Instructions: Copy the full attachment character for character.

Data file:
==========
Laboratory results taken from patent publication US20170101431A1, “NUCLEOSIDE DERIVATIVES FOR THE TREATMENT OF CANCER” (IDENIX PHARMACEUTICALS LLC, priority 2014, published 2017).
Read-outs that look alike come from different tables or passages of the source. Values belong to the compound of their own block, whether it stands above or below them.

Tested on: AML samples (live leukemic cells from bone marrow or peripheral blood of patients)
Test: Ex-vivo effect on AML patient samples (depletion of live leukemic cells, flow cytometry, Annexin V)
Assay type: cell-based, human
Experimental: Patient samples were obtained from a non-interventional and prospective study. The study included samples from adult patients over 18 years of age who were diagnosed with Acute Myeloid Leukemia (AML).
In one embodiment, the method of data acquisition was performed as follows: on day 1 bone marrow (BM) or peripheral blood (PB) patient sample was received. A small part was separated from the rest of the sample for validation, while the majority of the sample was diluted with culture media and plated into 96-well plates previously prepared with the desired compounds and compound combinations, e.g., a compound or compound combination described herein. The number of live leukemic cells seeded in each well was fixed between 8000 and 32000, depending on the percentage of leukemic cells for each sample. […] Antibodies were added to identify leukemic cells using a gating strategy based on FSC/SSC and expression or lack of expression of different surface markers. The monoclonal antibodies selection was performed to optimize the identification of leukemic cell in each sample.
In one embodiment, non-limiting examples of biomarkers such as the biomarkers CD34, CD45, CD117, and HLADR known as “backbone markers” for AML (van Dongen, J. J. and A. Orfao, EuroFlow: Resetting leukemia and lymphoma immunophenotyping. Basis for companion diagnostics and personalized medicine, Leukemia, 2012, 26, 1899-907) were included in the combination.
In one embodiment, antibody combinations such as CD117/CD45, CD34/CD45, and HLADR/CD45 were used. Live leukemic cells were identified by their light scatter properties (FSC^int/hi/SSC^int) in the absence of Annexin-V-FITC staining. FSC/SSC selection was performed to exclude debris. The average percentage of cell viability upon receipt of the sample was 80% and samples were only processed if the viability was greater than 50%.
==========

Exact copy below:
Laboratory results taken from patent publication US20170101431A1, “NUCLEOSIDE DERIVATIVES FOR THE TREATMENT OF CANCER” (IDENIX PHARMACEUTICALS LLC, priority 2014, published 2017).
Read-outs that look alike come from different tables or passages of the source. Values belong to the compound of their own block, whether it stands above or below them.

Tested on: AML samples (live leukemic cells from bone marrow or peripheral blood of patients)
Test: Ex-vivo effect on AML patient samples (depletion of live leukemic cells, flow cytometry, Annexin V)
Assay type: cell-based, human
Experimental: Patient samples were obtained from a non-interventional and prospective study. The study included samples from adult patients over 18 years of age who were diagnosed with Acute Myeloid Leukemia (AML).
In one embodiment, the method of data acquisition was performed as follows: on day 1 bone marrow (BM) or peripheral blood (PB) patient sample was received. A small part was separated from the rest of the sample for validation, while the majority of the sample was diluted with culture media and plated into 96-well plates previously prepared with the desired compounds and compound combinations, e.g., a compound or compound combination described herein. The number of live leukemic cells seeded in each well was fixed between 8000 and 32000, depending on the percentage of leukemic cells for each sample. […] Antibodies were added to identify leukemic cells using a gating strategy based on FSC/SSC and expression or lack of expression of different surface markers. The monoclonal antibodies selection was performed to optimize the identification of leukemic cell in each sample.
In one embodiment, non-limiting examples of biomarkers such as the biomarkers CD34, CD45, CD117, and HLADR known as “backbone markers” for AML (van Dongen, J. J. and A. Orfao, EuroFlow: Resetting leukemia and lymphoma immunophenotyping. Basis for companion diagnostics and personalized medicine, Leukemia, 2012, 26, 1899-907) were included in the combination.
In one embodiment, antibody combinations such as CD117/CD45, CD34/CD45, and HLADR/CD45 were used. Live leukemic cells were identified by their light scatter properties (FSC^int/hi/SSC^int) in the absence of Annexin-V-FITC staining. FSC/SSC selection was performed to exclude debris. The average percentage of cell viability upon receipt of the sample was 80% and samples were only processed if the viability was greater than 50%.